National Aeronautics and Space Administration’s (NASA) goal of returning to the moon should see a major push in early 2019 when the agency awards its first contract for the lunar “Gateway” program.
The Lunar Orbital Platform-Gateway is Nasa’s planned “staging” area intended for studies of the moon and the deep-space environment. Eventually, it will function as a way station for astronauts travelling to and from Mars.
Nasa’s first spending for the platform will be for power and propulsion elements early next year, followed by habitation components, Associate Administrator William Gerstenmaier said at the Space Symposium conference in Colorado Springs, Colorado. They will probably be launched moonward, in that order, starting in 2022.
The platform should be orbiting the moon in 2025, said Gerstenmaier, a 41-year Nasa veteran who oversees human exploration and operations. It will carry a four-astronaut crew on 30-day missions, he said.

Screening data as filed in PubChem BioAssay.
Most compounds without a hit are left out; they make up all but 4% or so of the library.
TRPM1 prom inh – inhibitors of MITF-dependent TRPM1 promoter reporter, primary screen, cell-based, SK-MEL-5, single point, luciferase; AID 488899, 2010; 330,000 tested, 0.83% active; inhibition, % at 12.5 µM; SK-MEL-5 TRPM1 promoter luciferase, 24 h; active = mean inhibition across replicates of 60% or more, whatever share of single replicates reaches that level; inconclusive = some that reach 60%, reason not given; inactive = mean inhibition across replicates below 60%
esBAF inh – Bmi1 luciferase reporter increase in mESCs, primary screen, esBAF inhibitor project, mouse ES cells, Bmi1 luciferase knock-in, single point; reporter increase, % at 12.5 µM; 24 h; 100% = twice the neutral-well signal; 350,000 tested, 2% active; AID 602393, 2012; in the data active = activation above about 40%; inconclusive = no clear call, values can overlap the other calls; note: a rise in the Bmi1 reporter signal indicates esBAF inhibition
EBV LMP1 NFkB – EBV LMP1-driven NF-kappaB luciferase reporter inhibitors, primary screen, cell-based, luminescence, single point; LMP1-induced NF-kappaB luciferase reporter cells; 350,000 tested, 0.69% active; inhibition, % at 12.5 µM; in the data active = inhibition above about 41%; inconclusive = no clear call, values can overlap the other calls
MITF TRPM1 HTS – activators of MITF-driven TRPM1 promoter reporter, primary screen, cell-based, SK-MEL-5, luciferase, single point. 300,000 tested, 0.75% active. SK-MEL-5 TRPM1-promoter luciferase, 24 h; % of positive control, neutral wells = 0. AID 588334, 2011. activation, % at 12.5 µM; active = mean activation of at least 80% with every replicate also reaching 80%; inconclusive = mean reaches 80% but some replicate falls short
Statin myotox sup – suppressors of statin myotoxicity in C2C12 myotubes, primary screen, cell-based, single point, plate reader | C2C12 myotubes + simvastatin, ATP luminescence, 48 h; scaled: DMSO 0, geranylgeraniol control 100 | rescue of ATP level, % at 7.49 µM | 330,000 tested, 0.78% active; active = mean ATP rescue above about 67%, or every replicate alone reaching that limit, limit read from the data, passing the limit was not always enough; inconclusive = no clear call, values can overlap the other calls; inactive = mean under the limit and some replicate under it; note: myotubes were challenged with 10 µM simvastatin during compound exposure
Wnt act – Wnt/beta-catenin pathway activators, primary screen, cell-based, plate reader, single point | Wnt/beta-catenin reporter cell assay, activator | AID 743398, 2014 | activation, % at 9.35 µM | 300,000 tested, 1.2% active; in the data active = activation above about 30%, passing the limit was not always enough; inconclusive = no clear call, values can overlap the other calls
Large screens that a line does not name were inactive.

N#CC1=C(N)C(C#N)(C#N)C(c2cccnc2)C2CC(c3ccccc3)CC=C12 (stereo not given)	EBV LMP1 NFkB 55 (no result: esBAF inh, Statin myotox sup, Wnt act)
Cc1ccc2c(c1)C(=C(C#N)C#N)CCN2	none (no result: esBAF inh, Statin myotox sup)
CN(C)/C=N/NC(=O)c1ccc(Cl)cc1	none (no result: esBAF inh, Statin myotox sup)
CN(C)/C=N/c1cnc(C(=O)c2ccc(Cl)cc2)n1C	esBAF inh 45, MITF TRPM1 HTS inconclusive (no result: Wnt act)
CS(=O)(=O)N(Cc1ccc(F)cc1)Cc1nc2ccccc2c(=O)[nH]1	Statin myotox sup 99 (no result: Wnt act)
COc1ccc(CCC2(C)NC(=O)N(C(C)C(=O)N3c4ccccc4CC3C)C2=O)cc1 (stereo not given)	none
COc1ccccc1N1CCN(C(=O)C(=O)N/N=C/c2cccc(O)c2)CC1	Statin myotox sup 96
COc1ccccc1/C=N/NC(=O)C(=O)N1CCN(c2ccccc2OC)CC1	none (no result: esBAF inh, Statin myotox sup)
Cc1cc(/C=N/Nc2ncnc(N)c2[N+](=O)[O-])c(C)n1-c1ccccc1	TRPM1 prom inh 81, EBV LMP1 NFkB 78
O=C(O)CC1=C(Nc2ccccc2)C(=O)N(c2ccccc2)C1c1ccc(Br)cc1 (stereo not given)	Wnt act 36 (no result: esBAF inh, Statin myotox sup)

The Gateway would also further Nasa’s goal of another human landing on the moon and will help determine whether water near the surface could be used to manufacture propellant for deep-space missions. The moon’s gravity could also help a spacecraft reduce the blistering speeds used for six-month voyages back-and-forth to Mars, thus facilitating re-entry to Earth’s atmosphere.
In November, NASA selected five companies to study a high-power solar-electric propulsion system to use in deep-space missions, including the lunar platform. Future human missions will require a power system that has triple the capability of current designs.